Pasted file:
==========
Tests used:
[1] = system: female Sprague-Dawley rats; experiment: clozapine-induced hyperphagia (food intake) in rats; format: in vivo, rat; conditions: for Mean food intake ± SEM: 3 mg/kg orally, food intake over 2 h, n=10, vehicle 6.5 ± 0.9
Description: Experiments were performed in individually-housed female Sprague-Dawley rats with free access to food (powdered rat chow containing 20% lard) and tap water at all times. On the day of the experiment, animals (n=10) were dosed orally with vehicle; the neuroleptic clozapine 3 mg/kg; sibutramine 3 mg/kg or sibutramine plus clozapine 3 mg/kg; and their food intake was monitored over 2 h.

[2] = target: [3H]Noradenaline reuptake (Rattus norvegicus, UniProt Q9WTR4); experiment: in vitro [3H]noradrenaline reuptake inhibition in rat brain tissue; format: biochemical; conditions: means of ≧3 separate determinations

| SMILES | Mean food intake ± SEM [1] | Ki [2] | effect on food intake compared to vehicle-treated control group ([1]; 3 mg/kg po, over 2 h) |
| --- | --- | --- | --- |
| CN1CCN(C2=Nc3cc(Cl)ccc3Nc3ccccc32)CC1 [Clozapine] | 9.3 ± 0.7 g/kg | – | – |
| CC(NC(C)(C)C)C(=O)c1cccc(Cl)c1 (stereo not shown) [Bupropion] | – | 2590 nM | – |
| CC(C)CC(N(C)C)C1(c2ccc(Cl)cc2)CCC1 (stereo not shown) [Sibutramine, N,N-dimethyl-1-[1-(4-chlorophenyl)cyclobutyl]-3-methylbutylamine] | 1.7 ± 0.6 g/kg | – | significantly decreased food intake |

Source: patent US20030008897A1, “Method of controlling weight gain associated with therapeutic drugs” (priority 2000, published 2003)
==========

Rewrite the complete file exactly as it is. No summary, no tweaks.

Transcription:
Tests used:
[1] = system: female Sprague-Dawley rats; experiment: clozapine-induced hyperphagia (food intake) in rats; format: in vivo, rat; conditions: for Mean food intake ± SEM: 3 mg/kg orally, food intake over 2 h, n=10, vehicle 6.5 ± 0.9
Description: Experiments were performed in individually-housed female Sprague-Dawley rats with free access to food (powdered rat chow containing 20% lard) and tap water at all times. On the day of the experiment, animals (n=10) were dosed orally with vehicle; the neuroleptic clozapine 3 mg/kg; sibutramine 3 mg/kg or sibutramine plus clozapine 3 mg/kg; and their food intake was monitored over 2 h.

[2] = target: [3H]Noradenaline reuptake (Rattus norvegicus, UniProt Q9WTR4); experiment: in vitro [3H]noradrenaline reuptake inhibition in rat brain tissue; format: biochemical; conditions: means of ≧3 separate determinations

| SMILES | Mean food intake ± SEM [1] | Ki [2] | effect on food intake compared to vehicle-treated control group ([1]; 3 mg/kg po, over 2 h) |
| --- | --- | --- | --- |
| CN1CCN(C2=Nc3cc(Cl)ccc3Nc3ccccc32)CC1 [Clozapine] | 9.3 ± 0.7 g/kg | – | – |
| CC(NC(C)(C)C)C(=O)c1cccc(Cl)c1 (stereo not shown) [Bupropion] | – | 2590 nM | – |
| CC(C)CC(N(C)C)C1(c2ccc(Cl)cc2)CCC1 (stereo not shown) [Sibutramine, N,N-dimethyl-1-[1-(4-chlorophenyl)cyclobutyl]-3-methylbutylamine] | 1.7 ± 0.6 g/kg | – | significantly decreased food intake |

Source: patent US20030008897A1, “Method of controlling weight gain associated with therapeutic drugs” (priority 2000, published 2003)